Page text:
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untilThis night battle, first of the surface engagement in the Solomons chain, was the worst defeat the US Navy suffered in its history. Reacting to the Allied landing on Guadalcanal, Admiral Mikawa put together all available surface forces - seven cruisers and a single destroyer - and led them in first of the raids down the "Slot" from Rabaul to Guadalcanal. Thanks to the superior night trainign and equipment, along with serious tactical and communication errors on the Allied side, the Japanese force managed to utterly surprise and defeat two of the three Allied surface groups, heavily damaging cruisers USS Chicago and HMAS Canberra (had to be scuttled later) of the Southern patrol group and sinking trio of Astoria class heavy cruisers in the Northern group. USS Quincy under fire Due to the time it took to get his ships back in formation and damage suffered by sporadic return fire, he decided not to risk his ships by pressing the attack further and instead retreated to Rabaul, losing the cruiser Kako to submarine torpedo on August 10th just 70 miles short of Rabaul. In total, with air and submarine attacks, the Japanese lost one heavy cruiser against four heavy cruisers and one destroyer being sunlk on the Allied side. Moreover the attack did lead to decision to withdhraw cargo ships from Guadalcanal, leaving the Marines ashore with limited supplies and equipment. After losing three ships of Astoria class including the lead ship in one battle, the class was renamed after the second ship, USS New Orleans. 8th Fleet (VAdm Gunichi Mikawa) Chokai (flagship) - light damage Cruiser Division 6 (RAdm Goto) Aoba (flagship) Furutaka Kako - torpedoed on August 10th Kinugasa Cruiser Division 18 (RAdm Matsuyama) Tenryu (flagship) Yubari Screen Yunagi Task Force 62 (RAdm Turner) Task Group 62.6 - Western Screen (RAdm Crutchley) HMAS Australia (flagship) - part of Southern Group, not present) Radar Pickets USS Blue USS Ralph Talbot - damaged Southern Group HMAS Canberra - damaged, scuttled USS Chicago - damaged USS Bagley USS Patterson - damaged Northern Group USS Vincennes - sunk USS Quincy - sunk USS Astoria - sunlk USS Helm USS Wilson Task Group 62.4 - Eastern Screen (RAdm Scott) USS San Juan HMAS Hobart USS Monssen USS Buchanan Unattached USS Jarvis - damaged by air strike on August 8th, retreating independently to Australia, sunk by air strike on August 9th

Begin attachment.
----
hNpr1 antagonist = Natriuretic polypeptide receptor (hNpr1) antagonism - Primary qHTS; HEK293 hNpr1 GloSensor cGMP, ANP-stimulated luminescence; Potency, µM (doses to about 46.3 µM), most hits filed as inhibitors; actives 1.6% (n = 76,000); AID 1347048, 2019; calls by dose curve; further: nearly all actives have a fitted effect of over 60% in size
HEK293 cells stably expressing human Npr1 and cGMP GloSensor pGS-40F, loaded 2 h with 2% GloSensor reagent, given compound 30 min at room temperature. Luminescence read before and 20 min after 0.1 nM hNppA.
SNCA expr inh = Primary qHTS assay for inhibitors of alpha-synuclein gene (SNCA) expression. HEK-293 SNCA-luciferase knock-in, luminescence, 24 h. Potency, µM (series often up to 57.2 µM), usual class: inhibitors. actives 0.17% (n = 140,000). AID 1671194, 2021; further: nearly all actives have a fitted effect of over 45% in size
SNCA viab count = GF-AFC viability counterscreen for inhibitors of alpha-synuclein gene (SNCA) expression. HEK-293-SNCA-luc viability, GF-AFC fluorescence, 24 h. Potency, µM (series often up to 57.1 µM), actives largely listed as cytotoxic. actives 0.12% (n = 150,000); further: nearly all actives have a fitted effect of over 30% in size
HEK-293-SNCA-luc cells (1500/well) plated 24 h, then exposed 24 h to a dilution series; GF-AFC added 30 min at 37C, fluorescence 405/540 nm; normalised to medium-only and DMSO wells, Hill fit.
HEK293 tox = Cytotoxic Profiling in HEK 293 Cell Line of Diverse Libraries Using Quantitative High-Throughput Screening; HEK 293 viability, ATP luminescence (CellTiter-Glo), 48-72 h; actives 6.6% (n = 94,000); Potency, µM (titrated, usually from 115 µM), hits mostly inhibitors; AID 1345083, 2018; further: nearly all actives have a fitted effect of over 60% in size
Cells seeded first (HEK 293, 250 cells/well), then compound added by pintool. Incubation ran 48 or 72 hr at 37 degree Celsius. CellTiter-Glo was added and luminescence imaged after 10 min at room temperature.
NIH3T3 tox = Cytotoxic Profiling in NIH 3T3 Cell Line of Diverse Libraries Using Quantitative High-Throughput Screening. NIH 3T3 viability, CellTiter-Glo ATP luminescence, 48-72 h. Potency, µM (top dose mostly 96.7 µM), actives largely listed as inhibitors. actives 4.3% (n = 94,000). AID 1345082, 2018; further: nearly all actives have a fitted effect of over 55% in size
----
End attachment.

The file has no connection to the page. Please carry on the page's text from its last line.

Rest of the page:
On August 1st, 1943, a strong force of PT boats was dispatched to the Blackett Strait to try and ambush Japanese destroyers bringing supplies to Kolombangara. After unsuccessful attack, only three boats were left on patrol. At 2 at night, August 2nd, one of them, a PT-109, suddenly found itself in the path of destroyer Amagiri. Amagiri rammed and sunk her, leaving 11 survivors in the water. The survivors swam to the nearby islands. Six days later, native scouts found them and, having delivered the boat's commander to an Australian coastwatcher (screatched in the coconut shell), a rescue operation was mounted. Who was the commander of PT-109? None other than the son of former ambassador to the United Kingdom and a future president of the United States, John Fitzgerald Kennedy.
Submitted by @Salentine On this day in 1940 two Italian cruisers transferring to Leros were intercepted by an Allied patrol off Crete. Initially encountering just enemy destroyers, the two cruisers gave chase until running into HMAS Sydney. After a 50-minute running battle Bartolomeo Colleoni suffered damage to her boilers and despite fierce resistance even after main guns were disabled, she was sunk by torpedoes. Bande Nere managed to escape to Benghazi, escaping pursuit by HMS Warspite. 2nd Cruiser Division (RAdm Ferdinando Casardi) Bartolomeo Colleoni - sunk Giovanni delle Bande Nere - damaged 2nd Destroyer flotilla (Capt. John Collins) HMAS Sydney HMS Hasty HMS Havock HMS Hero HMS Hyperion HMS Ilex
Submitted by @Salentine 9 July 1940 - On this in history The Battle of Calabria took place it was one of the first large battles between the Italian Royal Navy (16 DD's, 6 CA's, 8 CL's and 2 BB's including the Guilio Cesare) and the British Royal Navy (16 DD's, 5 CA's, 1 CV and 3 BB's including the Warspite) both forces were escorting vital convoys, the Italians to north Africa and the British to Malta, both sides exchanged fire and retreated. The Italians suffered damage to 1 battleship, 1 heavy cruiser and 1 destroyer and the British suffered damage to 1 light cruiser and 2 destroyers. The Warspite hit the Giulio Cesare at well over 24,000 metres (26,000 yd), which at the time was one of the longest-range naval artillery hits in history.